Usually Dale Eisler can be found serving as senior policy fellow at the Johnson Shoyama Graduate School of Public Policy or senior advisor on government relations to University President Vianne Timmons. These days, Eisler may be more likely meeting with Hollywood producers or having brunch with A-list movie stars. Eisler is now in the movie business. A book he wrote loosely based around an incident in his family history has made it to the silver screen.
Two young boys squeal with delight as they hurtle down a hill on a wooden cart. Later, they lie on their backs interpreting what they see in passing clouds, and pledge their everlasting friendship in their secret hideaway. These are scenes from the movie Anton, which was inspired by an incident in the family history of Regina author Dale Eisler BA’70. Another scene in the movie shows Anton’s father — Eisler’s grandfather — being murdered by a band of horse-mounted Bolsheviks during the turmoil that followed the Russian Revolution in 1917.
Eisler, who is a senior policy fellow at the Johnson Shoyama Graduate School of Public Policy and senior advisor on government relations to U of R president Vianne Timmons, had known about the incident since he was a boy. A history book in his childhood home contained a mention of the village in Ukraine where the family lived in 1919. A footnote at the bottom of a page listed the names of 12 men who were killed on that day, including Eisler’s grandfather. His grandmother and the family’s nine children witnessed the murder.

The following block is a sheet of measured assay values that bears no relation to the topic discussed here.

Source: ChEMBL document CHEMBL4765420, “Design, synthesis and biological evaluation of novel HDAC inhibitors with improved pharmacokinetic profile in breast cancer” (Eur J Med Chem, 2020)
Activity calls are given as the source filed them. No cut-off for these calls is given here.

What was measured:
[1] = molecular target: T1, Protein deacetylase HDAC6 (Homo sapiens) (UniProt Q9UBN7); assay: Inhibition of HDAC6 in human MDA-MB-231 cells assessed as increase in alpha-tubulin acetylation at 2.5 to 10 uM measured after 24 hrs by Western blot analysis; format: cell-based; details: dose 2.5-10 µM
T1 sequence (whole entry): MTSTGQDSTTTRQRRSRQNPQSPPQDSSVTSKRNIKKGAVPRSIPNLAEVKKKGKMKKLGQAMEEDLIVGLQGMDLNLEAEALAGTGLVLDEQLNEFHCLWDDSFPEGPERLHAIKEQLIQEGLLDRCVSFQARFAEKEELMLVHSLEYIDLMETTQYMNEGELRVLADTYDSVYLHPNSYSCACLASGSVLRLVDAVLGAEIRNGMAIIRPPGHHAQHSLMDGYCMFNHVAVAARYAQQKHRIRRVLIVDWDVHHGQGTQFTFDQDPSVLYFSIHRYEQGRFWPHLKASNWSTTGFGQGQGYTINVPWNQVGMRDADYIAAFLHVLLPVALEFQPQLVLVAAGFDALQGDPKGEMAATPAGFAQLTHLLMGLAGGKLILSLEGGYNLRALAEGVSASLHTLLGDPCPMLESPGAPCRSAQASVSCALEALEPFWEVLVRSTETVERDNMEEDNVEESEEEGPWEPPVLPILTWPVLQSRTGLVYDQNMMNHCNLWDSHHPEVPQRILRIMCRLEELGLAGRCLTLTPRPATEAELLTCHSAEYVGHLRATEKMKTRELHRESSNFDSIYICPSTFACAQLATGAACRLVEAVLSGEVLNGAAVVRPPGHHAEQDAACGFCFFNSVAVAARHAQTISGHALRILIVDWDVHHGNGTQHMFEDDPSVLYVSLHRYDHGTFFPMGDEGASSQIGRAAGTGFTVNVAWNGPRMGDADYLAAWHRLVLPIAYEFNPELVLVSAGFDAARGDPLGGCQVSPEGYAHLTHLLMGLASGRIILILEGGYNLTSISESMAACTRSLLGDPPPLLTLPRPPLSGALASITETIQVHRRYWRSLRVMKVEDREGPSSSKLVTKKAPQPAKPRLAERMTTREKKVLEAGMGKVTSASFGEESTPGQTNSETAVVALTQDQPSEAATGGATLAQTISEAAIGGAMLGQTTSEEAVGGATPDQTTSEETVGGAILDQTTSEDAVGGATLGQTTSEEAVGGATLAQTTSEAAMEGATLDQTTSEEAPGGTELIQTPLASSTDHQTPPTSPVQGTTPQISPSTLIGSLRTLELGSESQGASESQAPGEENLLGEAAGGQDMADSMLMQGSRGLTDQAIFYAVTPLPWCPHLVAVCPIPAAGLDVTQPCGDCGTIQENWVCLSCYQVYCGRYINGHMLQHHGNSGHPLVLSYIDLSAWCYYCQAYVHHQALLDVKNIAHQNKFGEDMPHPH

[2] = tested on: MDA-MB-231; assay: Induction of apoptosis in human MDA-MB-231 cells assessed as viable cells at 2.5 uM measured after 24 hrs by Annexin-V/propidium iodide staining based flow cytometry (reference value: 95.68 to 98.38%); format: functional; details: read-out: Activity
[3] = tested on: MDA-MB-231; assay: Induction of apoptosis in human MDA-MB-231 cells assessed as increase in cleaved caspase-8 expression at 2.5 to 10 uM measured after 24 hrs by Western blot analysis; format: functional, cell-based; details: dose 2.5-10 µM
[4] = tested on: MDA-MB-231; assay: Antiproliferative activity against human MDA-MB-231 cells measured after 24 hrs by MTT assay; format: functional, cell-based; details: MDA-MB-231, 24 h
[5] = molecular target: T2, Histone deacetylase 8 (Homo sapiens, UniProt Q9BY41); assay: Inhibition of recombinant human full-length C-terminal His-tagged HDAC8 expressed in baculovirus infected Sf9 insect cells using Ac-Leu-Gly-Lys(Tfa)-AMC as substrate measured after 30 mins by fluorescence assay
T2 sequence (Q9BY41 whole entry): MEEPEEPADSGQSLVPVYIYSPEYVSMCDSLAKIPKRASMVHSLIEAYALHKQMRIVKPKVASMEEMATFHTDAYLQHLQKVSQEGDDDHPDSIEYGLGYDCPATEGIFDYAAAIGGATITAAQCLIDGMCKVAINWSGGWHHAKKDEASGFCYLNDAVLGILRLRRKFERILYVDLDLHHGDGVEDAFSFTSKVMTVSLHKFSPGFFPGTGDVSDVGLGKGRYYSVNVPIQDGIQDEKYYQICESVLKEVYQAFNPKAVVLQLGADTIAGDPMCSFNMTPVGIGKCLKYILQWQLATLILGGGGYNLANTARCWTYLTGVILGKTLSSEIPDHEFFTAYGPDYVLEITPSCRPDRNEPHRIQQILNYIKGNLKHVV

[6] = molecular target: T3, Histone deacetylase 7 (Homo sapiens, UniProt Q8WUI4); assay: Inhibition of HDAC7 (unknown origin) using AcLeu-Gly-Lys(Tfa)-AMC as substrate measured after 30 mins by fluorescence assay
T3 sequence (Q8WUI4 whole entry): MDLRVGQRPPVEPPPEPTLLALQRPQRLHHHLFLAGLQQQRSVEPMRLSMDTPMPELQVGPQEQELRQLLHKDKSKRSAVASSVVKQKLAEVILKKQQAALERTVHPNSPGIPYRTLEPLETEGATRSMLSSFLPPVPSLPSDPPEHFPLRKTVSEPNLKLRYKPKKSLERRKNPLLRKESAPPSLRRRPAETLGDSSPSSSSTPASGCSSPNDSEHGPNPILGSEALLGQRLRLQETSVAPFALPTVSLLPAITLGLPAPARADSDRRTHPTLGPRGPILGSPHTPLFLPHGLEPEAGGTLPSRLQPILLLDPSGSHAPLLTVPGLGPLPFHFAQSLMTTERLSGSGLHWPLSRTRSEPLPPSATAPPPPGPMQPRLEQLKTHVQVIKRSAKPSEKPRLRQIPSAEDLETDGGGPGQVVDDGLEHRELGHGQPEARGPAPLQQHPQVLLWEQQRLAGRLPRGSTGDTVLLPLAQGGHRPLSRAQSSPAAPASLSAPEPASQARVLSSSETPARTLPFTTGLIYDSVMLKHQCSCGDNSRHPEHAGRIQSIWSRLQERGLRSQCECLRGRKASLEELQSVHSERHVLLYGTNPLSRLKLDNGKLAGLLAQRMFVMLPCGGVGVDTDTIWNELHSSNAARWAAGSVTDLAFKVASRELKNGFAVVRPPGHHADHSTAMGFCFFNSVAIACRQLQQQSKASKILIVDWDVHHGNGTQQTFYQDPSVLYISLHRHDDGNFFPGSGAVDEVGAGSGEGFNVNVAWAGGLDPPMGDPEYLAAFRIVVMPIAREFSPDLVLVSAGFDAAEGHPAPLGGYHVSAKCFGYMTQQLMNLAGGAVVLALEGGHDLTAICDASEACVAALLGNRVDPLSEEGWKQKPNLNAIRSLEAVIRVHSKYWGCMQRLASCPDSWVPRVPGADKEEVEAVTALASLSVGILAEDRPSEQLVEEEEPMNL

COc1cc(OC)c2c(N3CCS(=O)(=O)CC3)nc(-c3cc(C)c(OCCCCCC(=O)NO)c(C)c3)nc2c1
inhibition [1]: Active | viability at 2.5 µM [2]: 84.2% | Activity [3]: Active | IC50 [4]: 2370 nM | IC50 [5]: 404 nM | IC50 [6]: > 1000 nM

Eisler, who has written two books on Saskatchewan’s political history, decided to write the story as a book of historical fiction. Gathering additional information from family members proved to be difficult, however, because they would become very emotional. “My mother was only four years old,” Eisler says, “but she still had a vivid memoryof that moment when she saw her father murdered. She had great difficulty talking about her childhood.”
Eisler turned to other sources, researching various books and documents on the Bolshevik Revolution and the Ukraine. He was living in the U.S. at the time, and joined the Germans From Russia Heritage Society, which had members all over the country doing genealogical research of that period. He also attended some of the Society’s conventions.
Drawing on these sources, Eisler wrote Anton: A Young Boy, His Friend and the Russian Revolution, which was published in 2010. The story focuses on the childhood experiences of Anton and Jacob, who create an imaginary world to shield themselves from the violence and hatred taking place around them. Although Anton is Catholic and Jacob is Jewish, the two forge a lifelong bond through their shared imaginations and exploration of spiritual questions.
“One of the things I wanted to do,” Eisler explains, “was to explore the universal experience of childhood friendships, because we all go through that. You go through life and have all sorts of acquaintances — people you know — but others are friends. What does that mean?”